BEFORE THE ARBITRATOR
In the Matter of the Arbitration of a Dispute Between
GENERAL TEAMSTERS UNION, LOCAL 662, affiliated
INTERNATIONAL BROTHERHOOD OF TEAMSTERS,
COUNTY OF CHIPPEWA, WISCONSIN
Previant, Goldberg, Uelmen, Gratz, Miller & Brueggeman, S.C., by
Attorney Andrea F. Hoeschen,
1555 North RiverCenter Drive, Suite 202, P.O. Box 12993, Milwaukee, Wisconsin 53212,
on behalf of General Teamsters Union, Local 662, affiliated with the International
Teamsters, AFL-CIO, referred to below as the Union.
Ms. Margaret M. McCloskey, Chippewa County Personnel
Director, 711 North Bridge Street,
Room 100, Chippewa Falls, Wisconsin 54729-1876, appearing on behalf of County of
Wisconsin, referred to below as the Employer or as the County.
The Union and the County are parties to a collective bargaining agreement which was
at all times relevant to this proceeding and which provides for the final and binding
certain disputes. The parties jointly requested that the Wisconsin Employment Relations
appoint an Arbitrator to resolve a grievance filed on behalf of Mary E. Hemauer, who is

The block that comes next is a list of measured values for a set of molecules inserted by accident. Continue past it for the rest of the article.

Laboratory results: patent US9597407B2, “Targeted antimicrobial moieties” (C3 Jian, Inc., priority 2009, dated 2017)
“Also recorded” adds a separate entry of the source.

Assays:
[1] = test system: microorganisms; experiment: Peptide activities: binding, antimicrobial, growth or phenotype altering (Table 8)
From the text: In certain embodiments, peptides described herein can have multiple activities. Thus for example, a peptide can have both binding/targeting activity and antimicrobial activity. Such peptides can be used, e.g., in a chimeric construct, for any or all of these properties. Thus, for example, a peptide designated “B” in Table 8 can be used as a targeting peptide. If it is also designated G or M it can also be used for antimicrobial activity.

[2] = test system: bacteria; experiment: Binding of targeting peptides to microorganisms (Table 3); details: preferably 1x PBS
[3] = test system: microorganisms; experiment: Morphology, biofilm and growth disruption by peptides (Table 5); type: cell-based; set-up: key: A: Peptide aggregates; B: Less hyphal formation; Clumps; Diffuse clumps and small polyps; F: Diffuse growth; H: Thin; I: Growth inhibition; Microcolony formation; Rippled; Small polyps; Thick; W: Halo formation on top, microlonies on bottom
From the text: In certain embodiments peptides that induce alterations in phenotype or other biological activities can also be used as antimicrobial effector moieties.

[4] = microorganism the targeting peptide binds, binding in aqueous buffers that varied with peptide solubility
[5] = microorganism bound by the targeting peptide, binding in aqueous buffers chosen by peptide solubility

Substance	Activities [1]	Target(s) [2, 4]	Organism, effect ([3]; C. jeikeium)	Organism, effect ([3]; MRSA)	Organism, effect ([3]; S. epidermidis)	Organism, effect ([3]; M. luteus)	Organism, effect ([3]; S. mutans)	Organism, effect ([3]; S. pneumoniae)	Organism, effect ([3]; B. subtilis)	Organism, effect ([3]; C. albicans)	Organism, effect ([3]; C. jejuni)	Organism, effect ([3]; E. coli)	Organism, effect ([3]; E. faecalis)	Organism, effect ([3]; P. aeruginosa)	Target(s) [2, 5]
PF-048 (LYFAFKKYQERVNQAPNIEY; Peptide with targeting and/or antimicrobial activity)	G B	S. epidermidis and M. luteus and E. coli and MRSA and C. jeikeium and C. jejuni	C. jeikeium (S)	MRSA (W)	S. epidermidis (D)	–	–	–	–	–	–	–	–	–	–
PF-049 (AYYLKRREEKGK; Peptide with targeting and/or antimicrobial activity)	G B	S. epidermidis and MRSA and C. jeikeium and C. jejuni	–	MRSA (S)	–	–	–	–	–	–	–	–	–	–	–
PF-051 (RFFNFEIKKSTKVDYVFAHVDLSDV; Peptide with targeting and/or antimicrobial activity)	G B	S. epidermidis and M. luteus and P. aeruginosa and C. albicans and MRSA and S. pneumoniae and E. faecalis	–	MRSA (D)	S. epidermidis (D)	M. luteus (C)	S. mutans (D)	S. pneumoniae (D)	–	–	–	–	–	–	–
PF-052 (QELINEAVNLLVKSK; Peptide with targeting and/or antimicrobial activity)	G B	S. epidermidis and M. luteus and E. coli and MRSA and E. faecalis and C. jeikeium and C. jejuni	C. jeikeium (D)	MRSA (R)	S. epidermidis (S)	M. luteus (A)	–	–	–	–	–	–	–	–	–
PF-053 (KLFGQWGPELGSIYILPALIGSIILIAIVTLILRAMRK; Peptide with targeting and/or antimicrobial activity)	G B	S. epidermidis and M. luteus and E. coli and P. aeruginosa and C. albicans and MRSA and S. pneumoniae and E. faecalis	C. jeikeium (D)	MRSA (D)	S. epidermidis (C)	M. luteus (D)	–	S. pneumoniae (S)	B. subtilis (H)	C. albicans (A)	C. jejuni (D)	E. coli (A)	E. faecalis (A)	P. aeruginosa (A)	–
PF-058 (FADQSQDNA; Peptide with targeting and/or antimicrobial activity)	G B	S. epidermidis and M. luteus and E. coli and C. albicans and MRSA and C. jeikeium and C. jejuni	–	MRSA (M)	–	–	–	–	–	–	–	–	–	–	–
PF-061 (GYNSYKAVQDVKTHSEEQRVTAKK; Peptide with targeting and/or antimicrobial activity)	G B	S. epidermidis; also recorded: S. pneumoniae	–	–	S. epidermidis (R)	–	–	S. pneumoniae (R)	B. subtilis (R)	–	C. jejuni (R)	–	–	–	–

below as the Grievant. The Commission appointed Richard B. McLaughlin, a member of its
Hearing on the matter was held on March 11, 1998, in Chippewa Falls, Wisconsin. The
not transcribed. The parties filed briefs by May 7, 1998.
The parties stipulated the following issues for decision:
Does the County violate the collective bargaining agreement
denying unit employes the
ability to hold more than one position with the County?
If so, what is the appropriate remedy?
ARTICLE 2 - MANAGEMENT RIGHTS
Except as expressly modified by other provisions of the contract,
the County possesses the sole
right to operate the County and all management rights repose in it. These rights include but
limited to, the following:
A. To direct all operations of the County;
B. To hire, promote, transfer, schedule and
assign employees in positions within the County;
. . .
E. To maintain efficiency of County
F. To take whatever action is necessary to
comply with State or Federal law;
. . .
J. To determine the methods, means and personnel by which
County operations are to be
. . .
ARTICLE 4 GRIEVANCE
. . .
Section 5. Steps in Procedure.
. . .
4. Arbitration. . . .
F. Decision of the Arbitrator.
The decision of the arbitrator shall be limited to the subject matter
of the grievance and shall be restricted solely to the interpretation of the contract in the areas
the alleged breach occurred. The arbitrator shall not modify, add to, or delete from the
of the Agreement.